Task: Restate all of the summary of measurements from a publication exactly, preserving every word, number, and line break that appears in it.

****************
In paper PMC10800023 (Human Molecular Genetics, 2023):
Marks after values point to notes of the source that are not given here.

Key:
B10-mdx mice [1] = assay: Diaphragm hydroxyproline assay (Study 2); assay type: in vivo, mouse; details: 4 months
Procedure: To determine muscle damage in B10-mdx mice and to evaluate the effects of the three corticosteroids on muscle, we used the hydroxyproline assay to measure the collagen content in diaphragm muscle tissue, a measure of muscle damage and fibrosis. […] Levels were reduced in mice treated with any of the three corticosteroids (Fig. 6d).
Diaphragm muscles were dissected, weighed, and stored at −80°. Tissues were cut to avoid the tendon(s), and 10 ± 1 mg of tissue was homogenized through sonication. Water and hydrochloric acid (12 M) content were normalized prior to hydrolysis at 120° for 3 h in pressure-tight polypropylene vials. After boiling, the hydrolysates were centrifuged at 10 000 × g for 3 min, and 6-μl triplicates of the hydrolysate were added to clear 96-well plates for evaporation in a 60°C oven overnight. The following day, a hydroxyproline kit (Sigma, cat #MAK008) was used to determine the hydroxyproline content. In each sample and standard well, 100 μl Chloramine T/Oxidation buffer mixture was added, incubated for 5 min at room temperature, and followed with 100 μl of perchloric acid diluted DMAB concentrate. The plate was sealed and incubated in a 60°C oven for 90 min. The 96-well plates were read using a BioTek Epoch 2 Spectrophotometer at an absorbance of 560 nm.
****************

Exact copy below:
In paper PMC10800023 (Human Molecular Genetics, 2023):
Marks after values point to notes of the source that are not given here.

Key:
B10-mdx mice [1] = assay: Diaphragm hydroxyproline assay (Study 2); assay type: in vivo, mouse; details: 4 months
Procedure: To determine muscle damage in B10-mdx mice and to evaluate the effects of the three corticosteroids on muscle, we used the hydroxyproline assay to measure the collagen content in diaphragm muscle tissue, a measure of muscle damage and fibrosis. […] Levels were reduced in mice treated with any of the three corticosteroids (Fig. 6d).
Diaphragm muscles were dissected, weighed, and stored at −80°. Tissues were cut to avoid the tendon(s), and 10 ± 1 mg of tissue was homogenized through sonication. Water and hydrochloric acid (12 M) content were normalized prior to hydrolysis at 120° for 3 h in pressure-tight polypropylene vials. After boiling, the hydrolysates were centrifuged at 10 000 × g for 3 min, and 6-μl triplicates of the hydrolysate were added to clear 96-well plates for evaporation in a 60°C oven overnight. The following day, a hydroxyproline kit (Sigma, cat #MAK008) was used to determine the hydroxyproline content. In each sample and standard well, 100 μl Chloramine T/Oxidation buffer mixture was added, incubated for 5 min at room temperature, and followed with 100 μl of perchloric acid diluted DMAB concentrate. The plate was sealed and incubated in a 60°C oven for 90 min. The 96-well plates were read using a BioTek Epoch 2 Spectrophotometer at an absorbance of 560 nm.